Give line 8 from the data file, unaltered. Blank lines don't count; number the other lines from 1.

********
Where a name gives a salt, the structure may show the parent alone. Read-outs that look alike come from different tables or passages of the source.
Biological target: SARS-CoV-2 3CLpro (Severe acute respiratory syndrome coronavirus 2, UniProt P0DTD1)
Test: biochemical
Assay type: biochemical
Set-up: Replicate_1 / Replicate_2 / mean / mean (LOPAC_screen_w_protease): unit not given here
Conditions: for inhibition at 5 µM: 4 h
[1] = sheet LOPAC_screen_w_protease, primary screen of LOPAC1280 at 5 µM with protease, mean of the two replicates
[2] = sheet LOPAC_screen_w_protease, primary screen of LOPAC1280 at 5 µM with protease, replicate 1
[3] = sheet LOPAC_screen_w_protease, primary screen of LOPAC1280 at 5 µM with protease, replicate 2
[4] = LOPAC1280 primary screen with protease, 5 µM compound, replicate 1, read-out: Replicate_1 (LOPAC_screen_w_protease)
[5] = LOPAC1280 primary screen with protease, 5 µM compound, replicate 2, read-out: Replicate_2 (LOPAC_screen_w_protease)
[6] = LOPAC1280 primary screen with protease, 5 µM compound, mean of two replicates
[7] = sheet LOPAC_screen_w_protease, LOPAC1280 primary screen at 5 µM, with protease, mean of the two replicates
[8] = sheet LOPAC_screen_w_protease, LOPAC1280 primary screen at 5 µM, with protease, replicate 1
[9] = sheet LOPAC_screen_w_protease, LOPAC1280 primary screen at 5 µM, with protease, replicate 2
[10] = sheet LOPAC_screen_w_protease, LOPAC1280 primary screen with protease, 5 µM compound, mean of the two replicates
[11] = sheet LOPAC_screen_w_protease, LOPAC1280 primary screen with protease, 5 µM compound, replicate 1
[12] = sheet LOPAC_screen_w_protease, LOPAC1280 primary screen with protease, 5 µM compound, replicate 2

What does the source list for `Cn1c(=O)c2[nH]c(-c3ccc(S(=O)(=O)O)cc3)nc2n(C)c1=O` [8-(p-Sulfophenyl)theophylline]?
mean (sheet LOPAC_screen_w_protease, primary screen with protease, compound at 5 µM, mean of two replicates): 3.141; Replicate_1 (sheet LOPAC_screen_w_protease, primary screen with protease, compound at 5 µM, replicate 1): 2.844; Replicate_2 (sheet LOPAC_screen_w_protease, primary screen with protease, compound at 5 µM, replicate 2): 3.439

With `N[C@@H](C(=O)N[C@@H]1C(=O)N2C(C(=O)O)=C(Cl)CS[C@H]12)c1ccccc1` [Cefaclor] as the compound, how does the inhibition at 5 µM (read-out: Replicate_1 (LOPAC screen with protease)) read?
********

[2] = sheet LOPAC_screen_w_protease, primary screen of LOPAC1280 at 5 µM with protease, replicate 1